In the year of History, Heritage and Archaeology 2017 we can celebrate the richness of Scotland’s intriguing history, impressive cultural heritage and fascinating archaeology at exciting events. We can explore ancient sites that date from the Neolithic era, uncover the history of the Scottish clans and taste whisky and local delicacies that have been hand crafted in Scotland for years. But alongside the epic landscapes, carved out by icy glaciers millennia ago, towering castles which have stood for centuries and mesmerising stories, traditions and legends having been passed down for generations, unbeknown to me the Registers of Scotland ,the world’s oldest national register of land and property, will celebrate its 400th anniversary this year . Wednesday 28 June 2017 will mark 400 years since the General Register of Sasines was created by the Scottish Parliament’s Registration Act 1617.
Sheenagh Adams, the Keeper of the Registers of Scotland, said:
“Scotland has always been an innovative nation when it comes to the protection of land, property and the rights of the citizen. From the ancient ceremony of sasine to the development of legally-recorded sasine deeds in the 17th century-as seen in hit – Amazon prime television series Outlander-to our current position as a global leader in digital land registration, Registers of Scotland is unique.”
I wanted to know more and this is what I found out about the Registers of Scotland :
- In 1248 the first written records of the ancient sasine ceremony were made. Transfers of property were originally by symbolic delivery, by handing over a clump of ground or a stone or similar object on the property itself and then registering the “deed of conveyance” in the local “Register of Sasine.”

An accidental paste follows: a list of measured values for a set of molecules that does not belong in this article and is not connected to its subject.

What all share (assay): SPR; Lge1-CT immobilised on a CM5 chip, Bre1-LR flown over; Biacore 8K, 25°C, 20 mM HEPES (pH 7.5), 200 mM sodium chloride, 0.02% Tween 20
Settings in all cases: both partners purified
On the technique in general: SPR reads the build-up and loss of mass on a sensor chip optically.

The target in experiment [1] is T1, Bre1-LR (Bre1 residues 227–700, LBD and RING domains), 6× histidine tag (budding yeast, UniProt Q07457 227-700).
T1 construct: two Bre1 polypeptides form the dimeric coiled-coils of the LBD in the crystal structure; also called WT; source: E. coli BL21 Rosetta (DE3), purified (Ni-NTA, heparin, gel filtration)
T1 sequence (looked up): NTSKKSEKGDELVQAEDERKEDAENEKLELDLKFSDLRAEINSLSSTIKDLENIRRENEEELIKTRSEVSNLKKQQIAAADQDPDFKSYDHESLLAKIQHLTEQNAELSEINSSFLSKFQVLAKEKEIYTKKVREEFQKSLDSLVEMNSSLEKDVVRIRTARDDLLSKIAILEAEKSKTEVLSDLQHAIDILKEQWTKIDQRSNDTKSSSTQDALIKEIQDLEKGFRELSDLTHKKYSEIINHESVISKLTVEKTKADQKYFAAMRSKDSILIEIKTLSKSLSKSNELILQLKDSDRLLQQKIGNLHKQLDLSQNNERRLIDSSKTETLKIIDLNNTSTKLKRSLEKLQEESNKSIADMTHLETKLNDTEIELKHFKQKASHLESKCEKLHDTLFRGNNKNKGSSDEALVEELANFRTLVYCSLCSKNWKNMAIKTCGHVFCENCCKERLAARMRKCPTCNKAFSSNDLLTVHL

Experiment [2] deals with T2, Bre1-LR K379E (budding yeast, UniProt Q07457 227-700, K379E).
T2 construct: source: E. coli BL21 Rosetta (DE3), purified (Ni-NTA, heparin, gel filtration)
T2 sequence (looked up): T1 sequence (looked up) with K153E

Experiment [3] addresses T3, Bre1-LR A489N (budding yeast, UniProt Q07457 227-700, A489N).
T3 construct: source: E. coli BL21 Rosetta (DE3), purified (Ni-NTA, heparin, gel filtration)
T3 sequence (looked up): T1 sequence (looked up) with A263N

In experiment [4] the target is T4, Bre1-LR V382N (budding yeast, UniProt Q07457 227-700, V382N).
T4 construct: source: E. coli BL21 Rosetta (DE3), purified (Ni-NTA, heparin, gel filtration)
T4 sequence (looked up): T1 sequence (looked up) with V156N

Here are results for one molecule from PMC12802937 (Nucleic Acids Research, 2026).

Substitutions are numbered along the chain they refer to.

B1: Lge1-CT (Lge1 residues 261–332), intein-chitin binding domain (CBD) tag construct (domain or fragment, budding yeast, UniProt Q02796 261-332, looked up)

- In 1286 the first inventory and register was housed in Edinburgh Castle.
- In 1491 there began the first records of ownership not granted by the Crown
- In 1617 the Registration Act of the old Scots Parliament allowed individuals to have their deeds recorded in official records. The first land register in the world begins- the General Register of Sasines.
- In 1662 the Records were moved to Parliament Hall on the Royal Mile
- In 1765 the first purpose built record repository in the world was commissioned: Register House in Edinburgh
- In 1868 the Land Register Scotland Act introduced reforms to the Sasine and other registers. All information relating to land and property would now be recorded in presentment books, sorted by county and held centrally in Edinburgh.
- In 1871 search sheets were introduced to reduce the time and cost of searching and producing the registers.
- Typewriting machines were introduced to replace handwriting on search sheets in 1921 with photocopying being introduced in 1934
- In 1948 the Office of ‘the keeper’ was split into two bodies: the General Register Office of Scotland and the Registers of Scotland.
- The Registers of Scotland moved from Register House to Meadowbank House in 1976
- The Land Registration (Scotland) Act 1979 introduced the map-based Land Register
- In 1981 the Land Register went live progressively replacing the General Register of Sasines, county by county.
- Registers Direct was launched, providing online access to the Land Register in 1999
- The last legal ceremony of sasine is performed as Glenmorangie handed over the land of St Mary’s chapel in Easter Ross to the Cadbol Trust in 2002
- The final county is moved from the General Register of Sasines to the Land Register in 2003
- In 2007 customers could register their title deeds online for the first time as ARTL (automatic registration of title to land) goes live
- The Land Registration Act etc (Scotland) 2012 allowed the introduction of electronic documents, signatures and registration and the phasing out of the General Register of Sasines.
- In 2014 Scottish ministers invite the Registers of Scotland to complete the Land Register in ten years with all public land being registered in five years.
- In 2017 Registers of Scotland celebrates 400 years of Land Registration.
The Keeper Ms Adams has said “We are delighted to announce our programme of events for our 400th anniversary year.”
“RoS has commissioned, through an open competition , a unique piece of public art to symbolise our centuries –old commitment to serving the people of Scotland. The artwork, like our registers, will be publicly available to view and will be held for the people of Scotland.”
Posted by Sarah Ramage Trainee Residential Conveyancing paralegal